Industrial robots improve processes, increase output speed and boost returns on investment for manufacturers, but they also create new risks. Learn what you can do to keep employees safe in 21st-century manufacturing facilities.

No longer the stuff of science fiction, robots are helping manufacturers work smarter, and their use is surging as businesses invest in Industry 4.0 capabilities.

More than 34,000 new robots were installed in the United States in 2021, a 14 percent increase over the previous year, and the metal and machinery industry increased its new robotics installations by 66 percent, according to the International Federation of Robotics.

It’s no wonder that their use is on the rise: Since automakers began using industrial robots to streamline vehicle assembly lines in the middle of the 20th century, the machines have evolved to do significantly more—and cost less.

Today, robots can handle repetitive tasks with great speed and precision while reducing the chance of injury to workers but having them labor side-by-side with humans can create new hazards, too.

Here’s what you need to know about the risks and rewards:

How Robots Protect Workers

Eliminating Ergonomic Injuries

Using robots for tasks that require repetitive motions, such as twisting or hammering, reduces injuries to human workers from wear on muscles, tendons, joints and other body parts. These musculoskeletal disorders, or MSDs, can include sprains, strains, tears, hernias, carpal tunnel syndrome and back pain. In 2020, over 247,000 work-related MSDs were reported to the U.S. Bureau of Labor Statistics. The median time away from work for these cases was 14 days, compared with 12 days on average for non-MSD workplace injuries.

Reducing Injuries from Falls and Heavy Lifting

Employees often have accidents while lifting heavy objects or working at elevated heights. In fact, businesses reported more than 255,000 injuries and seven deaths related to lifting, pulling and other types of overexertion in 2020. Robots, however, can lift and move considerably heavier objects than a single human can. And when work is needed high above the ground, robots can often do it, reducing the chance of falls, which have accounted for nearly 50,000 workplace injuries and 680 deaths in a single year, according to the National Safety Council.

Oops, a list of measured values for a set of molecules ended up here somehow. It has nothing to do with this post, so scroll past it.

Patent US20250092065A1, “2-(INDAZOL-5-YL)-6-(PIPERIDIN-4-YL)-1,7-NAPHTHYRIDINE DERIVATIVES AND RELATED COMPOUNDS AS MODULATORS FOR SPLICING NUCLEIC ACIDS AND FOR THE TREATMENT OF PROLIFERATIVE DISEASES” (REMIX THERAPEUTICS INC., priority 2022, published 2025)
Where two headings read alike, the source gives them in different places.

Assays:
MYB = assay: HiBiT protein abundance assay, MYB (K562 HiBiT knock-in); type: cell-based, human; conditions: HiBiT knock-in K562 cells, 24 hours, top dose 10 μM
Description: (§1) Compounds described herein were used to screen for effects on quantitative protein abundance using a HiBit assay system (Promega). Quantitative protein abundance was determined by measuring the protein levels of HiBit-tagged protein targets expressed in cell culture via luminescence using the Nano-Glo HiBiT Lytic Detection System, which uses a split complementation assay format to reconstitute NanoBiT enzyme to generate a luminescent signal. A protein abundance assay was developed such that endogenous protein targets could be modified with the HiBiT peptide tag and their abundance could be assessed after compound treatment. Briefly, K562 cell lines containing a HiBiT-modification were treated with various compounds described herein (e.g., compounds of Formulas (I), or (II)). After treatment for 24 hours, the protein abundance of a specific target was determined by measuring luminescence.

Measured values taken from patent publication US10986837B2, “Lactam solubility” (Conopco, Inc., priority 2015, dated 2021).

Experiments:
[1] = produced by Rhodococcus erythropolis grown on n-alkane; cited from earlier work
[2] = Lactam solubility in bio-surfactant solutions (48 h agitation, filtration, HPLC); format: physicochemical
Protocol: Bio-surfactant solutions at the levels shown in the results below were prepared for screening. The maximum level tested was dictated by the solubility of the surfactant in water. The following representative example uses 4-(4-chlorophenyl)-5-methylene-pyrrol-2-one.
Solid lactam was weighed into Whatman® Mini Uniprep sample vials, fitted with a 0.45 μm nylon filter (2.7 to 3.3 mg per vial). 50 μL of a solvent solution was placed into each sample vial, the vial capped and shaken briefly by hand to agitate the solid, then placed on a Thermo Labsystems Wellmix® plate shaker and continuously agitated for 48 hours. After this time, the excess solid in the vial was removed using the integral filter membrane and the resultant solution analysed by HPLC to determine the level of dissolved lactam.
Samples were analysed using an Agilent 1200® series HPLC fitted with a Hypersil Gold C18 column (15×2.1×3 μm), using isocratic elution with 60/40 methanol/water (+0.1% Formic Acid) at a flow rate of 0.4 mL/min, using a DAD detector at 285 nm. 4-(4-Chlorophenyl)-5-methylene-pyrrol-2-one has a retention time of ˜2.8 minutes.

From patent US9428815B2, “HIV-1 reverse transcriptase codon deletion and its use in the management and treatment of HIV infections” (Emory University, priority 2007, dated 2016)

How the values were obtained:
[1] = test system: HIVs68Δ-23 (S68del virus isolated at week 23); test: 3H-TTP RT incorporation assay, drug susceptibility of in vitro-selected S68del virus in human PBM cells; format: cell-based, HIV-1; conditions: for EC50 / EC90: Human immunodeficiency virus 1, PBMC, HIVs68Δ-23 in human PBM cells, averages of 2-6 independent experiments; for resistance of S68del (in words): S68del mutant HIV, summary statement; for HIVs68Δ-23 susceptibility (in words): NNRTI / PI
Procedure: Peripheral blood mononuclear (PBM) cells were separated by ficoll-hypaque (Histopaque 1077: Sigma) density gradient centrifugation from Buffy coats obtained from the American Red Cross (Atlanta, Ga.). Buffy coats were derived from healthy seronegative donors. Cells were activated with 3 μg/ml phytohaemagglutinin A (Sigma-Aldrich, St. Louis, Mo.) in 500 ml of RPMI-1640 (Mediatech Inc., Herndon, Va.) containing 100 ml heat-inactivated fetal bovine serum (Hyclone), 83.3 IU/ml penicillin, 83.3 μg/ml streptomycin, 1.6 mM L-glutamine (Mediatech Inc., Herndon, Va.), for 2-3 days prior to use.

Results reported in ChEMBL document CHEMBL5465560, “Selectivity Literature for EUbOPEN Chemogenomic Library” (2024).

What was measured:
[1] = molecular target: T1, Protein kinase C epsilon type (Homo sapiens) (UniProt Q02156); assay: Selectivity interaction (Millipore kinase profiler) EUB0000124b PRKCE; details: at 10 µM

Handling Hazardous Environments

When humans work in dangerous locations, they risk all kinds of injuries if they don’t take proper safety precautions, such as wearing ear plugs in loud environments or wearing the proper gloves to protect their hands from caustic chemicals. Robots can work with chemicals, extreme temperatures, high noise levels, dust and other hazards without risk of bodily harm, freeing workers for less hazardous roles.

When do robots pose a safety risk?

Workers often don’t need to be stationed near robots that are functioning properly. They can be monitored, programmed and managed remotely in many cases.

However, when they need to be installed, maintained, repaired or tested, the situation changes.

According to a study of 369 industrial robot operator accidents in South Korea from 2009-2019, over half occurred when workers were trapped under or between parts of a robot’s mechanisms.

Every workplace has hazards, but “being unaware of them when dealing with robotics can be fatal.”
U.S. Occupational Safety and Health Administration

If an improperly locked robot activates during maintenance, for instance, it can lead to severe injury or even death. That happened in a 2022 case when an employee was crushed to death while working on a spot-welding robot.

The same study found that one-third of the accidents were impact or collision injuries, which occur when a robot moves unexpectedly or malfunctions. Most cases “related to workers’ irresponsible approaches to the robot or the sudden start-up of the robot,” the study found.

How to reduce robotic safety risks

The first step in reducing safety hazards for robots in the workplace is awareness. Every workplace has hazards, but “being unaware of them when dealing with robotics can be fatal,” the U.S. Occupational Safety and Health Administration says.

Risks differ based on a robot’s functionality and abilities, so do a risk assessment to identify potential hazards related to the robots your workplace uses.

It’s critical that your workers take the steps needed to protect themselves when working with robots. Implement a training program that follows OSHA standards applicable to robotics.

The program should include specific guidelines such as machine guarding to protect employees from moving parts, lockout/tagout procedures to prevent the release of hazardous energy during servicing or repair, and best practices for proper installation and programming to avoid malfunctions.

What steps are you taking to help employees and robots work together safely? Tell us in the comments below.

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